Image source: thetimesinplainenglish.com
There are a lot of things expecting moms have to think about – the pregnancy to-do list seems endless, but you might want to add one thing to it: a trip to the dentist.
Getting dental work during pregnancy is not only safe, but it’s also actually recommended!
You see, the pregnancy changes the mouth just as much as the body. The overflowing hormones can cause gums to swell or bleed.
They can increase chances of gum diseases and other dental concerns that could even lead to preterm birth. So don’t forget to stay in regular contact with your dentist!
You probably have questions about pregnancy and dental work. Keep reading! We’ve covered a lot of them.
Best time for dental work during pregnancy
Although it is recommended for pregnant women to go to the dentist, it’s good to keep in mind that the best time to do so is in your second trimester, weeks 14 to 20.
By that time, all significant development of the fetal organs is complete, the morning sickness should be over, and all potential risks are at a minimum. You might think that the best time is in the third trimester, but just imagine laying in that uncomfortable chair for so long with all that weight from the baby bearing down on you! Plus, dental work during the third trimester can lead to preterm birth.
The best part is that research suggests that women who receive fillings, get their wisdom teeth pulled, or have root canal treatment during their second trimester are less likely to experience problems when it comes to birth.
Dental work during the first trimester
Since the first trimester is the most vulnerable time for the baby, most women might decide to skip the dentist to lower any risks. Studies published in the Journal of the American Dental Association show that local anesthetics have no effect on the fetus.
As long as you’re just going in for a regular check-up, there’s nothing to be afraid of. However, bigger dental work such as pulling out wisdom teeth or filling cavities should be postponed.
Dental work during the second trimester
As mentioned before, the best time for dental work during pregnancy is the second trimester. That especially applies to bigger dental work and x-rays.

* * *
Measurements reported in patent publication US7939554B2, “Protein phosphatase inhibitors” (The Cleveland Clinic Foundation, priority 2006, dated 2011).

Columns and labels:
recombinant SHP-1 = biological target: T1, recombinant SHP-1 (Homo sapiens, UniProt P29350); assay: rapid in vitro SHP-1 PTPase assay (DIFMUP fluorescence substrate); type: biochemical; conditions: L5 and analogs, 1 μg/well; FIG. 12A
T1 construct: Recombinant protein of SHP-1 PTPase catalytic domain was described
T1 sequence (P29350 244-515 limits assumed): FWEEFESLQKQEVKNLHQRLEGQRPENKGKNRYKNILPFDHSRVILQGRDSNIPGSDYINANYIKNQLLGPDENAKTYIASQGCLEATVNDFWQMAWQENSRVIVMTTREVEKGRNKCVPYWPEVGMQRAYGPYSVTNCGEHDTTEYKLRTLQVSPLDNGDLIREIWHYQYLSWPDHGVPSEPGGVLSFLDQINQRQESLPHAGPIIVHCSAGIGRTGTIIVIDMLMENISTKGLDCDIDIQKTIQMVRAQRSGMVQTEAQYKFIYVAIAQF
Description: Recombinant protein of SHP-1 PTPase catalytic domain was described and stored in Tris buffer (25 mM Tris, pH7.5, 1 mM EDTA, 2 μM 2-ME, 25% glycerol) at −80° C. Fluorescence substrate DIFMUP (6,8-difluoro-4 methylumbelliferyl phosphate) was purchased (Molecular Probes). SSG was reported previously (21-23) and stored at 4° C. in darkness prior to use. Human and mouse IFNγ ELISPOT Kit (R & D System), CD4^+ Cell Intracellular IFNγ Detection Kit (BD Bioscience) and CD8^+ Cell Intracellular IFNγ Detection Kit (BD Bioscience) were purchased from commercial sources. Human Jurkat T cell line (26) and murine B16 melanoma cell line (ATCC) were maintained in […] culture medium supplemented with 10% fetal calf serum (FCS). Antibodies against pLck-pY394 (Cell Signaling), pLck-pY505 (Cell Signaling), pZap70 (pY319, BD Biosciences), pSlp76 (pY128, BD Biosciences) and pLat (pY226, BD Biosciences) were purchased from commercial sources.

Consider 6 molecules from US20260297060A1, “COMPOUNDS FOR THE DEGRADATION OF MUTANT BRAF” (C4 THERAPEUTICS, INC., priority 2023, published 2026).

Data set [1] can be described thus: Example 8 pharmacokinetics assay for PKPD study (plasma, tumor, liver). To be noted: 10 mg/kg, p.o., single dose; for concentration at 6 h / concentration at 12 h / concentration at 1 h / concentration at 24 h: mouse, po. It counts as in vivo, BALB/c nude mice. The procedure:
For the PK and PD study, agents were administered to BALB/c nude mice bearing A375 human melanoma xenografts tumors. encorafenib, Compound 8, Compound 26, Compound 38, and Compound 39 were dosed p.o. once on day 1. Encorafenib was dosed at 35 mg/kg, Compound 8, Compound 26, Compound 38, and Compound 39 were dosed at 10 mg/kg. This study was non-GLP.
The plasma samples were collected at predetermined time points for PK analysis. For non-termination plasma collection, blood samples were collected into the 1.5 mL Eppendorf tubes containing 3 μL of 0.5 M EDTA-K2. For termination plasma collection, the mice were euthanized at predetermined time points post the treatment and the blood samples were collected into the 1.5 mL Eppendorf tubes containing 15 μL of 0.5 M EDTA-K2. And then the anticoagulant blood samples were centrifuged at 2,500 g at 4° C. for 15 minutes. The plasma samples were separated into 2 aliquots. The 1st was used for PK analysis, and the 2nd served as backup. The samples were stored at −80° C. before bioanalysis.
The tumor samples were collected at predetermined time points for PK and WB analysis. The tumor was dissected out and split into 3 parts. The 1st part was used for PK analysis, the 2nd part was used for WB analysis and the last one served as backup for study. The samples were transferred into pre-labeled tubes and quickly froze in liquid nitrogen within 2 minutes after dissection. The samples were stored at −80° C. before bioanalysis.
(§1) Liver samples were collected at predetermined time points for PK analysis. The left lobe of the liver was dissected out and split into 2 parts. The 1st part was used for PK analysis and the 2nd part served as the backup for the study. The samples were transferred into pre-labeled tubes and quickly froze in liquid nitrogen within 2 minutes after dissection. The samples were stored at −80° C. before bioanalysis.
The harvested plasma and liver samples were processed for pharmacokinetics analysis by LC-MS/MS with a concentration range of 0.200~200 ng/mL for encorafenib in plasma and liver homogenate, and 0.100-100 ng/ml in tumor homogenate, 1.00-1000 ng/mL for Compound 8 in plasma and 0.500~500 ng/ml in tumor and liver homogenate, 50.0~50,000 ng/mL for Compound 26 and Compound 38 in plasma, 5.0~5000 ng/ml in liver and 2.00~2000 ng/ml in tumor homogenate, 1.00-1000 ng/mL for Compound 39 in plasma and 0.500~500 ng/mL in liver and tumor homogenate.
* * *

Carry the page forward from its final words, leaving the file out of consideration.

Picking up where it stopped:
There is little concern that X-rays used in dental work cause any harm to the baby. Another important thing about the second trimester is that some women experience an overgrowth of tissue called “pregnancy tumors.”
It’s not cancer! It’s actually the gums swelling, causing unpleasantness and sometimes bleeding. The gums will have a red, raw-looking appearance but it usually disappears after the baby is born. As always, if you have any concerns you should talk to your dentist.
Dental work during the third trimester
Any plans for dental work during the third trimester should be postponed until after the birth, especially any major procedures. It can be tough lying on your back for a long time. It can also lead to premature labor.
Regular dentist checkups should be okay. A healthy mom is a happy mom.
Tooth extraction during pregnancy
There are a couple of conflicting studies about the medication used in tooth extractions, especially Lidocaine and Novocaine.
Some studies say that Lidocaine crosses the placenta and could effect on the baby. Others say that there haven’t been any identified problems related to Lidocaine or Novacaine – although, common sense would say that just because problems haven’t been identified doesn’t mean they don’t exist!
The American Dental Association and other health agencies say that tooth extraction during pregnancy is totally safe, but they do recommend consulting with a prenatal care health practitioner first.
Root canal during pregnancy
Getting a root canal means you have to get numbing medications, but you shouldn’t worry about that. They should be safe, for both you and your baby. However, you may want to consider contacting a biological dentist who looks at your overall health as a whole (including your pregnancy) and not just what’s happening in your mouth.
Dental fillings during pregnancy
Dental work during pregnancy such as cavity fillings should be treated as soon as possible to reduce chances of infection. Dental fillings should be postponed until after the first trimester, though.
Getting this done before your baby is born gives you a little less to worry about later on. Your dentist can even help you with any pregnancy-related dental symptoms.
Is dental anesthesia safe during pregnancy?
Unfortunately, there’s a lot of dental work that can cause pain so you might need anesthesia during your dentist visit. The amount provided should be as little as possible but enough to keep you comfortable.
When you are comfortable, you and the baby won’t be as stressed, and the anesthesia works better. Anesthesia has been shown to have no effect on the baby.
Guidelines for visiting a dentist during pregnancy
- Let your dentist know that you are pregnant.
- Eat a nourishing diet, brush your teeth thoroughly twice a day, and floss regularly.
- Have routine dental checkups during your pregnancy.
- Major procedures should be postponed until the second trimester or until after the baby is born.
- Help keep your circulation moving while at the dentist, by keeping your legs uncrossed while sitting in the dentist’s chair.
- Take a pillow with your to the dentist to help keep you and the baby comfortable.
- Bring headphones and some favorite music to the dentist to help you relax.
By now, we hope that we’ve shown that it is safe to go to the dentist while pregnant and that there is evidence that proves that getting dental work during pregnancy is recommended. The National Maternal and Child Oral Health Resource Center has even made a statement, where they encourage OB-GYNs to advise their pregnant patients to follow any oral care recommendations, take care of their oral health and get dental work during pregnancy.